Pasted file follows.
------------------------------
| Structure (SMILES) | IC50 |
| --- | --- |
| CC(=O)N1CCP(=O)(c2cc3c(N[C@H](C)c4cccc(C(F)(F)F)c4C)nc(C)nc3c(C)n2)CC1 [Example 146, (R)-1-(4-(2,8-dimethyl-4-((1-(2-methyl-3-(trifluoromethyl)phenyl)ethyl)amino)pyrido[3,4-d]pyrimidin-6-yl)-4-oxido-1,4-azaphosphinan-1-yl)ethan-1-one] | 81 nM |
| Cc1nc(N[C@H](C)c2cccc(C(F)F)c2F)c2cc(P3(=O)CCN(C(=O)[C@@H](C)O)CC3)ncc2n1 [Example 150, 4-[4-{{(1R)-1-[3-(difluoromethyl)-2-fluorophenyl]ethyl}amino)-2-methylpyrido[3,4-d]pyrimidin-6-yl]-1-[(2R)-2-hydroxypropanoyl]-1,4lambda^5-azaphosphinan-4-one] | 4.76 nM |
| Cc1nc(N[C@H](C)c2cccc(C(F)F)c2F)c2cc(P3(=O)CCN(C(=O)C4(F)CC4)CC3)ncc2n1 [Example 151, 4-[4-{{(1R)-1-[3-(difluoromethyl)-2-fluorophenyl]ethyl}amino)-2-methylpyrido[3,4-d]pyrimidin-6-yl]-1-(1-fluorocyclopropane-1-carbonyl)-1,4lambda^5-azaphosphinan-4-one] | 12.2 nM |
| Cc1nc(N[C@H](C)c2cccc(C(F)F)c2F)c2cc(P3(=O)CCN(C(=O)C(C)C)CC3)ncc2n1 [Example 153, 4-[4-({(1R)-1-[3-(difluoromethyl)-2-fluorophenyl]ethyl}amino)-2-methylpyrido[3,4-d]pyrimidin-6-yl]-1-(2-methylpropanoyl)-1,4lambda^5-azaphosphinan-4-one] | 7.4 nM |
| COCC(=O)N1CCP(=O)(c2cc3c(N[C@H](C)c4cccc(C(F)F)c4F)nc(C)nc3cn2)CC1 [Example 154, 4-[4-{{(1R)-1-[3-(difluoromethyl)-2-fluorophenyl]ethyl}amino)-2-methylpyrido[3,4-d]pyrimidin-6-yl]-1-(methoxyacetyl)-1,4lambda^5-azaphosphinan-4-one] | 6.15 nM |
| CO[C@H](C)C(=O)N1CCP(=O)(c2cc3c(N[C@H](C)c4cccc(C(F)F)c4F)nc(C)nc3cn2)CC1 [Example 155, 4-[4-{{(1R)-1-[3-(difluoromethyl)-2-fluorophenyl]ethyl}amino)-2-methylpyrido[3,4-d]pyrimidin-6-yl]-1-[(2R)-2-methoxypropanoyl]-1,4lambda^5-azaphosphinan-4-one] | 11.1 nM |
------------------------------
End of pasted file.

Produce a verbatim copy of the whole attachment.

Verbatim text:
| Structure (SMILES) | IC50 |
| --- | --- |
| CC(=O)N1CCP(=O)(c2cc3c(N[C@H](C)c4cccc(C(F)(F)F)c4C)nc(C)nc3c(C)n2)CC1 [Example 146, (R)-1-(4-(2,8-dimethyl-4-((1-(2-methyl-3-(trifluoromethyl)phenyl)ethyl)amino)pyrido[3,4-d]pyrimidin-6-yl)-4-oxido-1,4-azaphosphinan-1-yl)ethan-1-one] | 81 nM |
| Cc1nc(N[C@H](C)c2cccc(C(F)F)c2F)c2cc(P3(=O)CCN(C(=O)[C@@H](C)O)CC3)ncc2n1 [Example 150, 4-[4-{{(1R)-1-[3-(difluoromethyl)-2-fluorophenyl]ethyl}amino)-2-methylpyrido[3,4-d]pyrimidin-6-yl]-1-[(2R)-2-hydroxypropanoyl]-1,4lambda^5-azaphosphinan-4-one] | 4.76 nM |
| Cc1nc(N[C@H](C)c2cccc(C(F)F)c2F)c2cc(P3(=O)CCN(C(=O)C4(F)CC4)CC3)ncc2n1 [Example 151, 4-[4-{{(1R)-1-[3-(difluoromethyl)-2-fluorophenyl]ethyl}amino)-2-methylpyrido[3,4-d]pyrimidin-6-yl]-1-(1-fluorocyclopropane-1-carbonyl)-1,4lambda^5-azaphosphinan-4-one] | 12.2 nM |
| Cc1nc(N[C@H](C)c2cccc(C(F)F)c2F)c2cc(P3(=O)CCN(C(=O)C(C)C)CC3)ncc2n1 [Example 153, 4-[4-({(1R)-1-[3-(difluoromethyl)-2-fluorophenyl]ethyl}amino)-2-methylpyrido[3,4-d]pyrimidin-6-yl]-1-(2-methylpropanoyl)-1,4lambda^5-azaphosphinan-4-one] | 7.4 nM |
| COCC(=O)N1CCP(=O)(c2cc3c(N[C@H](C)c4cccc(C(F)F)c4F)nc(C)nc3cn2)CC1 [Example 154, 4-[4-{{(1R)-1-[3-(difluoromethyl)-2-fluorophenyl]ethyl}amino)-2-methylpyrido[3,4-d]pyrimidin-6-yl]-1-(methoxyacetyl)-1,4lambda^5-azaphosphinan-4-one] | 6.15 nM |
| CO[C@H](C)C(=O)N1CCP(=O)(c2cc3c(N[C@H](C)c4cccc(C(F)F)c4F)nc(C)nc3cn2)CC1 [Example 155, 4-[4-{{(1R)-1-[3-(difluoromethyl)-2-fluorophenyl]ethyl}amino)-2-methylpyrido[3,4-d]pyrimidin-6-yl]-1-[(2R)-2-methoxypropanoyl]-1,4lambda^5-azaphosphinan-4-one] | 11.1 nM |